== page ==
What's good for your heart is good for your brain. Experts say exercise and a healthy diet are two essential tools to reducing your chances of developing Alzheimer's disease, a progressive and eventually fatal condition that destroys brain cells and causes memory loss.
Local neurologist Dr. Mazzeo said one in eight people age 65 have Alzheimer's disease, and the chances steadily increase with age. Fifty percent of people have the disease when they reach about 85 years old, he said.
"It's actually more common than not to have Alzheimer's over the age of 85," Mazzeo said. "That doesn't necessarily mean you're debilitated from it."
Mazzeo said a study of people with mild clinical Alzheimer's showed all of them had moderate to severe brain changes evident of Alzheimer's, meaning the brain can absorb a huge burden of the disease before a person starts deteriorating. In other words, people who are thought to have only mild symptoms of Alzheimer's probably are in a more advanced stage than others realize.
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STAY ACTIVE, EAT RIGHT
Mazzeo said by following The Mediterranean Diet you can reduce your chances of developing the debilitating disease by 40 percent. The diet includes a lot of fruits and vegetables, olive oil and a little bit of alcohol. Be warned, though: Too much alcohol can increase your chances of developing dementia. He said if you couple the diet with an exercise plan, it reduces your risk by 67 percent.
People who have a strong family history of Alzheimer's should especially follow these guidelines. Mazzeo said they also should take vitamins D and B12 since studies have shown people with low levels of these vitamins have an increased risk of developing the disease. And people who are at risk for stroke also are at risk for Alzheimer's. So if your cholesterol is too high, you are overweight, have diabetes or hypertension, then you are more likely to get Alzheimer's.
Mazzeo said there's also evidence that staying mentally and socially active has a protective effect on the brain. He said social programs, such as the ones offered by Memory Matters on Hilton Head Island and Alzheimer's Family Services of Greater Beaufort, are great for people suffering from dementia because they keep them mentally active.
On a recent Friday afternoon at Memory Matters about 20 participants of the organization's social day program were moving and grooving to the music of Dale and The Boys. The program is offered five days a week to people suffering from memory loss.
"They probably won't remember much of the day," Memory Matters assistant director Karen Doughtie said. "What they do remember is that they had fun. ... Their short-term memory is gone, but they do remember they had a good time, and that's what's important."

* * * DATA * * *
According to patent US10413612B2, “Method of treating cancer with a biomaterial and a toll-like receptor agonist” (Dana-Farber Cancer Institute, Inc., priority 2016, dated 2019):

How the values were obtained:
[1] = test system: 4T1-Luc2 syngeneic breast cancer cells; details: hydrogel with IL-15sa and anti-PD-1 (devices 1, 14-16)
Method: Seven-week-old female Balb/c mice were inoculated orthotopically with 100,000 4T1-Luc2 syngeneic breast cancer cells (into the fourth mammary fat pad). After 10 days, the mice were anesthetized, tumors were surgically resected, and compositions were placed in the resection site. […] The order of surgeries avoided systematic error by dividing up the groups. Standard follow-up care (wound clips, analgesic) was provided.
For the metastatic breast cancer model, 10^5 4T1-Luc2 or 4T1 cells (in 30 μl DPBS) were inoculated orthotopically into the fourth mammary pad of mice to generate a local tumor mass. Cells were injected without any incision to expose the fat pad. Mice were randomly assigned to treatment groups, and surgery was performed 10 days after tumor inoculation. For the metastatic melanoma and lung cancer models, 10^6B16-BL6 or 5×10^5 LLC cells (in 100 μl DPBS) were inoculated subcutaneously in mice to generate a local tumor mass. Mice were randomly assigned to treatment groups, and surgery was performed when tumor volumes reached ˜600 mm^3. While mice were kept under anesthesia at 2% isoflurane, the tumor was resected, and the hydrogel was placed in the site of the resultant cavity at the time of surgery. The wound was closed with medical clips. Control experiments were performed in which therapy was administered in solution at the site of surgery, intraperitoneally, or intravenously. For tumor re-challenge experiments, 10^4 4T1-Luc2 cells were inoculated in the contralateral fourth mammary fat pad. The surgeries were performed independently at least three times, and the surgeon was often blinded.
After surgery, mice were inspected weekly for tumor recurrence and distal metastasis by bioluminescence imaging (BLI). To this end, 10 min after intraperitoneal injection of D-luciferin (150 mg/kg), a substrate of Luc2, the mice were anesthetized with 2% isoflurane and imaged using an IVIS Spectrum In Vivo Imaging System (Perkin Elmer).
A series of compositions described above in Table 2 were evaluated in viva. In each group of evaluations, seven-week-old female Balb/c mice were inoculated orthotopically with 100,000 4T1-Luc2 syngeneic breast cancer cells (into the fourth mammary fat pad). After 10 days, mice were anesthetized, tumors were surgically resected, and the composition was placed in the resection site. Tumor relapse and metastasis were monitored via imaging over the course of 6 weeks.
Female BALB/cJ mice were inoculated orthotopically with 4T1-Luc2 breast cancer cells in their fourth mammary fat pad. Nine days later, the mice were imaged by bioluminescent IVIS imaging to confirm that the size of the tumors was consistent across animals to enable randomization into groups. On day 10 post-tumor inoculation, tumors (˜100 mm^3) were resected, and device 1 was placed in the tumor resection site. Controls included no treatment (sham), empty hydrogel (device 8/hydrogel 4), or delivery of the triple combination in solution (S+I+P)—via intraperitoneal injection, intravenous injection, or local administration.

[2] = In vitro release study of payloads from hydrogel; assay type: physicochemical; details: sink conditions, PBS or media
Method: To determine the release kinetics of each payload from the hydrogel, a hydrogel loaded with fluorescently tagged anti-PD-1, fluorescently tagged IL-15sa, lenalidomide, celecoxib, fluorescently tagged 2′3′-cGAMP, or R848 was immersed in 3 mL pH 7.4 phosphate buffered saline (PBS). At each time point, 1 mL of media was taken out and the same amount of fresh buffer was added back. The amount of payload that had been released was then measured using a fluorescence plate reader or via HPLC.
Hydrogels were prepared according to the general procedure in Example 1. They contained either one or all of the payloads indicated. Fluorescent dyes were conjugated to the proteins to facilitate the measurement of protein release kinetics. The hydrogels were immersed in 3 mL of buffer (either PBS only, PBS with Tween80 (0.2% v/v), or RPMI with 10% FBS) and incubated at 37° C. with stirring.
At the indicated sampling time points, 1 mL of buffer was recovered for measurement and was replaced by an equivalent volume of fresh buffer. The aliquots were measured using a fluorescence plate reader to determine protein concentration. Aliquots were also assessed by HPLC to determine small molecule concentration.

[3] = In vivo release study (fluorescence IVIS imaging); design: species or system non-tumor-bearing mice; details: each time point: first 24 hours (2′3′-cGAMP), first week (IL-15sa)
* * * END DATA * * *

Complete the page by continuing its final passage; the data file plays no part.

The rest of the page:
Memory Matters also offers a program called Brain Boosters for people concerned about changes in their memory. Doughtie said participants meet once a week for eight weeks to engage in memory games and learn how diet and exercise play a role in protecting the brain.
The national Alzheimer's Association pushes the same idea with its "Maintain Your Brain" program, which encourages people, especially those about age 65, to do simple things such as socialize and do crossword puzzles or Sudoku to prevent memory loss.
DETECTION AND TREATMENT
Recognizing the signs of the disease and getting an early diagnosis are key to functioning at the highest level for as long as possible. Mazzeo said signs include a decline in short-term memory and difficulty finding the right words when speaking.
"People assume that that's just a normal thing to have occur as you get older, but that's not the case," Mazzeo said. "Your memory really shouldn't decline as you age. Now your memory may change -- you may become more focused on certain information that's essential ... but you shouldn't start forgetting things simply because you're getting older."
Mazzeo said four medications are primarily used in the treatment of Alzheimer's, and those who take them usually improve for about six months to a year, particularly if they are diagnosed early in the progression of the disease. Even with the medication patients will worsen over time but do much better cognitively than people who take no medication.
Most importantly, Mazzeo said people with Alzheimer's who take medication are able to continue their normal activities of daily living. They are able to stay in their homes or function in an assisted living facility longer than those who do not take the medication.
"People are always worried about cognition, but what's really important is -- can you do your day-to-day activities?" Mazzeo said. "What is more important -- that you remember what you had for breakfast or that you can make your own breakfast?"
As far as a cure for Alzheimer's, Mazzeo said there are more than 100 medications in development now.
"And some of them look very promising," he said. "It's a focus of intense research right now."